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Honeywell drone being deployed for law enforcement and will be for the military in couple of years.

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posted on Nov, 13 2005 @ 07:45 PM

HONEYWELL is developing a micro flying spy drone -- that would be used for civilian law enforcement!
The device, a hovering robot carrying video cameras and other sensors, is being created and tested at HONEYWELL's Albuquerque, NM plant.
The first round of testing on the drone [MICRO AIR VEHICLE] has been completed, reports Bob Martin of CBS affiliate KRQE.
The battery powered craft can stay in the air for 50-60 minutes at a time, and moves around at up to 55 kilometers an hour.
The Micro Air Vehicle has flown more than 200 successful flights, including flying in a representative urban environment.
"If there is an emergency, you could provide "eyes" on whatever the emergency is, for police or Homeland Security," explains Vaughn Fulton of HONEYWELL.
In the meantime, the U.S. Army has prepared a promotional video showing the craft zooming over war-zone streets.
Drones have been given to the military to test during training exercises.
"It has the same system most fighter jets would have," explains Fulton.
The vehicle, nicknamed "Dragon Eye," will be used for reconnaissance, security and target acquisition operations in open, rolling, complex and urban terrain; it will be equipped with Global Positioning Satellite.

HONEYWELL and government officials are meeting to discuss the status of the project.

Troops in Iraq could get the craft in a year or two.

The spy drone would be deployed for domestic use shortly thereafter.

A flying video camera could soon be part of a soldier's field gear--just the sort of thing you need if you want to know whether there's someone around the corner with a grenade launcher.

Electronics giant Honeywell is testing the Micro Air Vehicle, a flying robot with two cameras that deliver live video feeds to soldiers on the ground. Designed for the Defense Advanced Research Projects Agency, it stands about 17 inches tall on its landing gear and can be carried in a backpack.

"It is designed to fly between ground level and 500 feet, but it could go up to 10,500 feet," said Vaughn Fulton, program manager for unmanned aerial systems at Honeywell. "It is a scout and reconnaissance type of vehicle. It allows people to see over a hill or around a building."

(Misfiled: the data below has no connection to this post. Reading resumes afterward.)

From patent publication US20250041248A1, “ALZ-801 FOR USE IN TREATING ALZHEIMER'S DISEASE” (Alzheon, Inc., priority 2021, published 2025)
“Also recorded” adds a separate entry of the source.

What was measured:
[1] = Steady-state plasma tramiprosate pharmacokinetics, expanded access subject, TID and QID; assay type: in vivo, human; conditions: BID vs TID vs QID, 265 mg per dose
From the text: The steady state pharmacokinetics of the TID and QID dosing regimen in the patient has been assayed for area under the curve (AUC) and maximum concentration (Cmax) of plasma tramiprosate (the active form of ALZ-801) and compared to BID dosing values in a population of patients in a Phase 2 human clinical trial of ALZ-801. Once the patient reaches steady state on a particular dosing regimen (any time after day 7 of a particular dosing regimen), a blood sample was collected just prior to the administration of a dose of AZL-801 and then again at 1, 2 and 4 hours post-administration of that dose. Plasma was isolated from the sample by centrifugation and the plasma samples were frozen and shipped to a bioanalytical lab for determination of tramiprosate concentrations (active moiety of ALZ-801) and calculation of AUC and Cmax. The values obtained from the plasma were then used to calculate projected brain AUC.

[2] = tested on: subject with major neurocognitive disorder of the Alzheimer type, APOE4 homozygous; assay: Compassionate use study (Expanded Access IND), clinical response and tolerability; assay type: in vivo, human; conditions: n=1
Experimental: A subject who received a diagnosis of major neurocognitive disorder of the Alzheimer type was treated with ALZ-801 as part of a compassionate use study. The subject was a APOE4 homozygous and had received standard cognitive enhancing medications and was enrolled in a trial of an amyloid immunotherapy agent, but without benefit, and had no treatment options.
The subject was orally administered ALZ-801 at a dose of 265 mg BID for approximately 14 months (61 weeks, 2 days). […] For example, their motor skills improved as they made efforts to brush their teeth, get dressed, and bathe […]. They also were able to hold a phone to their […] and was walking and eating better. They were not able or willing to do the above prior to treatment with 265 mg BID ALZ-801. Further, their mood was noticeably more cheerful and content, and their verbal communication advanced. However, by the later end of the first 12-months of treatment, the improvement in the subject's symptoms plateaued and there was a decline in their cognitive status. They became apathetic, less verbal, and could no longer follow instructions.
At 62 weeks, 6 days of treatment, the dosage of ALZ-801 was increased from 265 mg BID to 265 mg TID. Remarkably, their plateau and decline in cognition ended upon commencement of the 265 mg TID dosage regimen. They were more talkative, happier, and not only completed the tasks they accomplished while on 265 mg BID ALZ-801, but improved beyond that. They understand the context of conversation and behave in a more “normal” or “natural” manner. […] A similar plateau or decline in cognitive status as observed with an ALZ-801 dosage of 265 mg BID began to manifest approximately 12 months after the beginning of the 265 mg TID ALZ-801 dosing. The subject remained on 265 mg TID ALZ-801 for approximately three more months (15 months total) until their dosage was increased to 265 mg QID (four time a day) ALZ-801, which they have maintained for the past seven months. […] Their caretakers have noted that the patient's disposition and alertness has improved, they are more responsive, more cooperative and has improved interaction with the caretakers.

The vehicle can take off from a standstill and then hover or fly. Unlike a helicopter, which uses a propeller to take off and hover, Honeywell's drone is a ducted air vehicle. A large fan, situated parallel to the ground, draws air in to give the unit lift. An onboard computer then tilts the fan to achieve forward motion.

"The fan is not propelling it through the air but sucking it," Fulton explained.

wow over 10,000 ft. no doubt people will mistaken it for UFOs wen its deployed. it may give advantage for the troops. dont know how vunerable it will be against SAMs. want to know if it gives enough heat to attract infra red SAMs.

posted on Nov, 13 2005 @ 08:29 PM
The Micro Air Vehicle is one of eighteen items to be developed for the US Army's Future Combat Systems program. The program includes both aerial and ground devices. There's a lot of competition on these projects, with multiple developers on each of the eighteen categories.

There are four classes of air vehicles being developed. The Micro Air Vehicle is in the Class I.

Micro Air Vehicle webpage at Honeywell

The operator on the ground, would carry two 12.5 pound MAVs and the operating/control system. Total weight about 35 pounds. Each MAV is about 13 inches in diameter.

The chances of a Man-portable air defense system (MANPADS) being able to target one is very low. The MAV uses a tiny little piston engine, like one used on a radio control hobby aircraft. The engine is shielded from targeting view. At higher altitude, it's signature is too small. At lower altitude, it's signature is still too small, and it's too close to arm the warhead. Should a target lock at good distance be achieved, the MAV could possibly fly into a target of it's choice, leading the attacking missile to where it shouldn't go.

I wonder if this will result in tiny little surface-to-air missiles. And then, of course, tiny little flares and chaff counter-measures.

It would be very hard to see one in the air. Most targets are found by sound, someone hearing that they are up there. If it's quiet enough, it won't be noticed.

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